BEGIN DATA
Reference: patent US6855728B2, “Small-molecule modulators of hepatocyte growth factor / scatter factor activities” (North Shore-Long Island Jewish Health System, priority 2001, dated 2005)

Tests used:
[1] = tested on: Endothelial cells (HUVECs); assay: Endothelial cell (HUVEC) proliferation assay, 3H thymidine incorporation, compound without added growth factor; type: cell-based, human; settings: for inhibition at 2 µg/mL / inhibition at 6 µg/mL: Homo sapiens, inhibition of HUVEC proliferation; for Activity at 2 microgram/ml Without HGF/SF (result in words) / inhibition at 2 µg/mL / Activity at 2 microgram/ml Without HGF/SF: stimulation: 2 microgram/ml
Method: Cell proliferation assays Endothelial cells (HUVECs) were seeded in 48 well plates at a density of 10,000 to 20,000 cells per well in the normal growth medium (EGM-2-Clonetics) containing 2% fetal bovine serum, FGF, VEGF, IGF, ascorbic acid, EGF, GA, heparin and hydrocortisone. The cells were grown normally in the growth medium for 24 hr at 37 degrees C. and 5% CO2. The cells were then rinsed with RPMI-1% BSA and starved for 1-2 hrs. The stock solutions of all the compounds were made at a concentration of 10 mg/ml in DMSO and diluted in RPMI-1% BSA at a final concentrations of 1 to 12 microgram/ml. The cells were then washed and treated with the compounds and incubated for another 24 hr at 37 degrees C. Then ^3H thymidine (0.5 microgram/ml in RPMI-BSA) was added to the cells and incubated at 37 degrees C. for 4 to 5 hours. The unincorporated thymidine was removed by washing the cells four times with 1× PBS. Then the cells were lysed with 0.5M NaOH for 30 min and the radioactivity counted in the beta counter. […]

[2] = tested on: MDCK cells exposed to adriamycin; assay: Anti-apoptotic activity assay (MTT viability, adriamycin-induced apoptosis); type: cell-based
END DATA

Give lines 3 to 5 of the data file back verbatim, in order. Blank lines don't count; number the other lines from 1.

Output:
[1] = tested on: Endothelial cells (HUVECs); assay: Endothelial cell (HUVEC) proliferation assay, 3H thymidine incorporation, compound without added growth factor; type: cell-based, human; settings: for inhibition at 2 µg/mL / inhibition at 6 µg/mL: Homo sapiens, inhibition of HUVEC proliferation; for Activity at 2 microgram/ml Without HGF/SF (result in words) / inhibition at 2 µg/mL / Activity at 2 microgram/ml Without HGF/SF: stimulation: 2 microgram/ml
Method: Cell proliferation assays Endothelial cells (HUVECs) were seeded in 48 well plates at a density of 10,000 to 20,000 cells per well in the normal growth medium (EGM-2-Clonetics) containing 2% fetal bovine serum, FGF, VEGF, IGF, ascorbic acid, EGF, GA, heparin and hydrocortisone. The cells were grown normally in the growth medium for 24 hr at 37 degrees C. and 5% CO2. The cells were then rinsed with RPMI-1% BSA and starved for 1-2 hrs. The stock solutions of all the compounds were made at a concentration of 10 mg/ml in DMSO and diluted in RPMI-1% BSA at a final concentrations of 1 to 12 microgram/ml. The cells were then washed and treated with the compounds and incubated for another 24 hr at 37 degrees C. Then ^3H thymidine (0.5 microgram/ml in RPMI-BSA) was added to the cells and incubated at 37 degrees C. for 4 to 5 hours. The unincorporated thymidine was removed by washing the cells four times with 1× PBS. Then the cells were lysed with 0.5M NaOH for 30 min and the radioactivity counted in the beta counter. […]

[2] = tested on: MDCK cells exposed to adriamycin; assay: Anti-apoptotic activity assay (MTT viability, adriamycin-induced apoptosis); type: cell-based